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dc.contributor.authorWond, Tracey
dc.date.accessioned2018-03-26T13:10:35Z
dc.date.available2018-03-26T13:10:35Z
dc.date.issued2018-07-03
dc.identifier.citationWond, T. (2018) 'Evaluation for what purpose? Findings from two stakeholder groups'. In Crowther, D., Seifi, S., and Wond, T. (2018) 'Responsibility and governance: the twin pillars of sustainability'. Singapore: Springer, pp, 73-86.en
dc.identifier.urihttp://hdl.handle.net/10545/622449
dc.description.abstractA host of reasons exist for the pursuit of evidence in the public sector, including to support good governance and policy development. As the expectations for program evaluation from policymakers have evolved, so too has evaluation practice and a great deal of experimentalism has ensued. There is a risk that these developments and the complexity inherent in them, may lead to conflicting expectations about why program evaluation is done, or even a loss of purpose. This prompts the meso-level analysis of two types of stakeholders in a governance network, explored in this chapter. This chapter presents the findings of an ongoing study which explores the perceptions of program evaluators and policy implementers towards the purpose of evidence. The findings suggest that program evaluators and policy implementers have divergent expectations of why and how evaluation data might be used. The findings suggest that program evaluators aspire to support change and enhance the policy domains they serve, whereas policy implementers perceive program evaluation as serving a more governance-/management-orientated role. The chapter demonstrates the complexity of both program evaluation and policy and may have implications for the twin pillars of governance and responsibility at the heart of the book. If governance and responsibility are the twin pillars of sustainability then the complex networks of relationships, expectations, values, and outcomes may need to be considered. The findings also have implications for evaluation commissioners and practitioners, demonstrating the need for the purpose and expectations of program evaluation to be agreed early. The use of program evaluation as a symbolic, aesthetic or structural mechanism also emerges, prompting opportunity for further research, for instance, to explore legitimacy and program evaluation.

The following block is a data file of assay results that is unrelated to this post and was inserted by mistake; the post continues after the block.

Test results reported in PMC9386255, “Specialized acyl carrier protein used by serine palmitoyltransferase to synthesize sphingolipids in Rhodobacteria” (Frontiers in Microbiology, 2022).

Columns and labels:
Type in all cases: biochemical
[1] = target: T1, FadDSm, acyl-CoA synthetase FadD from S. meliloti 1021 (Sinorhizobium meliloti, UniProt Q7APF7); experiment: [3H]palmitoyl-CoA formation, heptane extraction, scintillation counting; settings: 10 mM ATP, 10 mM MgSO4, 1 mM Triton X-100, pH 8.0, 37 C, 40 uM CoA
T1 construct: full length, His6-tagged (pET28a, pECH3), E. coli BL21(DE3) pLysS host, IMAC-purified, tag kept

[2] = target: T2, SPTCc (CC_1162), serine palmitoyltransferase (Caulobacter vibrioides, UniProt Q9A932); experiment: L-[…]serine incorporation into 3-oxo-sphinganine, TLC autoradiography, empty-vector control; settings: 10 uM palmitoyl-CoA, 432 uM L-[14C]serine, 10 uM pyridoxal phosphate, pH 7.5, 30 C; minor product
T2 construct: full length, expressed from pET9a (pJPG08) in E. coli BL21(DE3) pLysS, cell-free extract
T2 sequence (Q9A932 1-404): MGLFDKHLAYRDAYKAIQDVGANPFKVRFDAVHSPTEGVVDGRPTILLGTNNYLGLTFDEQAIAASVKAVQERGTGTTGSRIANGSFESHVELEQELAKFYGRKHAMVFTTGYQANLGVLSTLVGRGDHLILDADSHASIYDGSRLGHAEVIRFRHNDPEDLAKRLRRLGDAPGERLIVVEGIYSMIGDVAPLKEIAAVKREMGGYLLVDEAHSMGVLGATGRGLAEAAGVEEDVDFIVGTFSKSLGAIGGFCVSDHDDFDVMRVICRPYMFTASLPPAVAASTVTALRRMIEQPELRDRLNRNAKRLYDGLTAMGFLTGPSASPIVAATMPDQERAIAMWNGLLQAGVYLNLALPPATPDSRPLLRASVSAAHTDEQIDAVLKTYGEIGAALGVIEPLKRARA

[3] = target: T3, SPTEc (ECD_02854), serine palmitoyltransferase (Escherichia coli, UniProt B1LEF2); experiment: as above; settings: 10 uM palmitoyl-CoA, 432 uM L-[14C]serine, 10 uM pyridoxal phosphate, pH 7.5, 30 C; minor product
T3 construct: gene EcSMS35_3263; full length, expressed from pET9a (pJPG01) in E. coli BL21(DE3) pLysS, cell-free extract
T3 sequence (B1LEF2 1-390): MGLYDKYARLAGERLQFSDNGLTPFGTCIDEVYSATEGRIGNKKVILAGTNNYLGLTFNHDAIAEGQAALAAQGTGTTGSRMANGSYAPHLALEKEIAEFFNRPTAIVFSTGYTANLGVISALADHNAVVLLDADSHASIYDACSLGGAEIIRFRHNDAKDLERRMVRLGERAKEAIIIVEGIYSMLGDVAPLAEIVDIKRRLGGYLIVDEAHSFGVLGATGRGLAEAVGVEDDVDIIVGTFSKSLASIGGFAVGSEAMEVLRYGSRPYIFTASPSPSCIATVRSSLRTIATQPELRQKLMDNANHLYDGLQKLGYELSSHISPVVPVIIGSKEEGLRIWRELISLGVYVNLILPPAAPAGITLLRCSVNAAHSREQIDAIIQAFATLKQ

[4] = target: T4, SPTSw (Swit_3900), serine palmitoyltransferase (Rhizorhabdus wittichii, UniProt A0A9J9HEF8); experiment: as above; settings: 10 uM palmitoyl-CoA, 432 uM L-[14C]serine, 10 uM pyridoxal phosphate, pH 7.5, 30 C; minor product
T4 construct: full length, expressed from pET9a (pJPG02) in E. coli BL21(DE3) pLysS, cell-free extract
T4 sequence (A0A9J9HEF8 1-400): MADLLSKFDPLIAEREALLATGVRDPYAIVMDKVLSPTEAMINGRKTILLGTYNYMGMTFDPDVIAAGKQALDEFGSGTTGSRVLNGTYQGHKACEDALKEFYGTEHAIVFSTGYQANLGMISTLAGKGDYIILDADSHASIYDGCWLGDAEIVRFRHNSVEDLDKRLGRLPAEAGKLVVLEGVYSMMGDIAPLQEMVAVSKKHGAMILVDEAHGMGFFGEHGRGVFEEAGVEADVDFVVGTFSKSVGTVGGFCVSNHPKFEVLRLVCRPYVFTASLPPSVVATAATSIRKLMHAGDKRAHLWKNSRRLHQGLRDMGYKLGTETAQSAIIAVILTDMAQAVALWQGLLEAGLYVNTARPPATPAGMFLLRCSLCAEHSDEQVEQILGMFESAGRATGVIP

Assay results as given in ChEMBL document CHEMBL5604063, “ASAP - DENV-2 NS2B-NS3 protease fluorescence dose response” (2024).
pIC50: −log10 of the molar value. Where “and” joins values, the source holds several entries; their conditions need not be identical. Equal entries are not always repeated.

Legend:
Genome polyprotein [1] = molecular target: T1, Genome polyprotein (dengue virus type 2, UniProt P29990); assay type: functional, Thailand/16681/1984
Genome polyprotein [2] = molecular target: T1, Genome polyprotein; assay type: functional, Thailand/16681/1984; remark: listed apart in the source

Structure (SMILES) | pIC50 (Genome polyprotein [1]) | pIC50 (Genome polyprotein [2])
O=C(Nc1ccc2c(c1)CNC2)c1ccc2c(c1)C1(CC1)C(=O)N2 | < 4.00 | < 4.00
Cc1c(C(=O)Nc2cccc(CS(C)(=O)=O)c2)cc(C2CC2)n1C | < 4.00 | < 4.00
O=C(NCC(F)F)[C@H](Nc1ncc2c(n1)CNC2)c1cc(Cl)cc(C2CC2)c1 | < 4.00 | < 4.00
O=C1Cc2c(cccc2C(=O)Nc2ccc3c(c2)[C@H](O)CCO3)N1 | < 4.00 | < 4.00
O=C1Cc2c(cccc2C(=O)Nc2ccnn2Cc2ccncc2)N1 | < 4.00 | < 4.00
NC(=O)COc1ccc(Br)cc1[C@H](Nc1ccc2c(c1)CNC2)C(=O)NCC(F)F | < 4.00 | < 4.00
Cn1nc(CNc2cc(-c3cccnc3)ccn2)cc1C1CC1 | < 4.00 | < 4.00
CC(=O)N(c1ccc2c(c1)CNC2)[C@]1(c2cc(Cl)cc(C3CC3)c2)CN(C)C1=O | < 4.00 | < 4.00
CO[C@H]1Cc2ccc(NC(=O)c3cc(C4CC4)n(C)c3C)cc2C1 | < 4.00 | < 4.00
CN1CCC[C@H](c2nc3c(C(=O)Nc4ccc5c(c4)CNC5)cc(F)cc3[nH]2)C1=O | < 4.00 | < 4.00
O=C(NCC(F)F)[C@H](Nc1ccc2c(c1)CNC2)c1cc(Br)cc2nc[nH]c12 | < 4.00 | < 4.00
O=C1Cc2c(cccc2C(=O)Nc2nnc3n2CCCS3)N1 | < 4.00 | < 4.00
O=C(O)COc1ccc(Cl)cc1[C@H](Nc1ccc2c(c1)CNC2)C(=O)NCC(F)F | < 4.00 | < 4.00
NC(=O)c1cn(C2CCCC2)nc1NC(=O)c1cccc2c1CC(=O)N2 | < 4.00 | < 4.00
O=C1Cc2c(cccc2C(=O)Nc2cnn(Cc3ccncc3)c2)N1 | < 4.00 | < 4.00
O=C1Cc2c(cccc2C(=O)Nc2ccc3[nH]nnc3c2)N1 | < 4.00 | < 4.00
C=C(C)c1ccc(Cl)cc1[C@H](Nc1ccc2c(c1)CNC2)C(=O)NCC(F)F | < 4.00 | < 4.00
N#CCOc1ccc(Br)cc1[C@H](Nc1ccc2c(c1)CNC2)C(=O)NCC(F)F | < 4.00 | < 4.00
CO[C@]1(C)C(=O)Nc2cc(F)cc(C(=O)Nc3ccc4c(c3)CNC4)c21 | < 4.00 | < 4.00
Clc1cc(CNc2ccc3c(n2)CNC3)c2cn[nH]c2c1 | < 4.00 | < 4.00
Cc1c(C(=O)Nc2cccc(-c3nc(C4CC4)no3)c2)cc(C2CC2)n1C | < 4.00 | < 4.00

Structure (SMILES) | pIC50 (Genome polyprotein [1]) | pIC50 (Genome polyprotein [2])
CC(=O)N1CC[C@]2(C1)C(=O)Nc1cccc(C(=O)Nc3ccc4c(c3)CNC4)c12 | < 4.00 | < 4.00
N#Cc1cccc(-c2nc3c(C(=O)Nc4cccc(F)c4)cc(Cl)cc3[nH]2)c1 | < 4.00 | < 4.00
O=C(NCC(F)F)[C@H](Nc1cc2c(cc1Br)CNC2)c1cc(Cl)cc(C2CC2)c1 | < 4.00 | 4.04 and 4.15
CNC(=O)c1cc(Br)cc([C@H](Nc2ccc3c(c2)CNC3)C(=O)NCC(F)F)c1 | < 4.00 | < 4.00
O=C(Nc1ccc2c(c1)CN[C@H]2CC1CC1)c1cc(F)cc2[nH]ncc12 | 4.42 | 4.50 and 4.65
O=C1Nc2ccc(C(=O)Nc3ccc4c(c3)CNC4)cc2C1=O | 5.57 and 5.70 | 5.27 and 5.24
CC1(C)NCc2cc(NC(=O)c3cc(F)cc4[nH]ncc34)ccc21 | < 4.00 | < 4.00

dc.description.sponsorshipN/Aen
dc.language.isoenen
dc.publisherSpringer Singaporeen
dc.subjectevaluationen
dc.subjectmisevaluationen
dc.subjectPublic sectoren
dc.subjectGovernanceen
dc.titleEvaluation for what purpose? Findings from two stakeholder groupsen
dc.typeBook chapteren
dc.contributor.departmentUniversity of Derbyen
html.description.abstractA host of reasons exist for the pursuit of evidence in the public sector, including to support good governance and policy development. As the expectations for program evaluation from policymakers have evolved, so too has evaluation practice and a great deal of experimentalism has ensued. There is a risk that these developments and the complexity inherent in them, may lead to conflicting expectations about why program evaluation is done, or even a loss of purpose. This prompts the meso-level analysis of two types of stakeholders in a governance network, explored in this chapter. This chapter presents the findings of an ongoing study which explores the perceptions of program evaluators and policy implementers towards the purpose of evidence. The findings suggest that program evaluators and policy implementers have divergent expectations of why and how evaluation data might be used. The findings suggest that program evaluators aspire to support change and enhance the policy domains they serve, whereas policy implementers perceive program evaluation as serving a more governance-/management-orientated role. The chapter demonstrates the complexity of both program evaluation and policy and may have implications for the twin pillars of governance and responsibility at the heart of the book. If governance and responsibility are the twin pillars of sustainability then the complex networks of relationships, expectations, values, and outcomes may need to be considered. The findings also have implications for evaluation commissioners and practitioners, demonstrating the need for the purpose and expectations of program evaluation to be agreed early. The use of program evaluation as a symbolic, aesthetic or structural mechanism also emerges, prompting opportunity for further research, for instance, to explore legitimacy and program evaluation.


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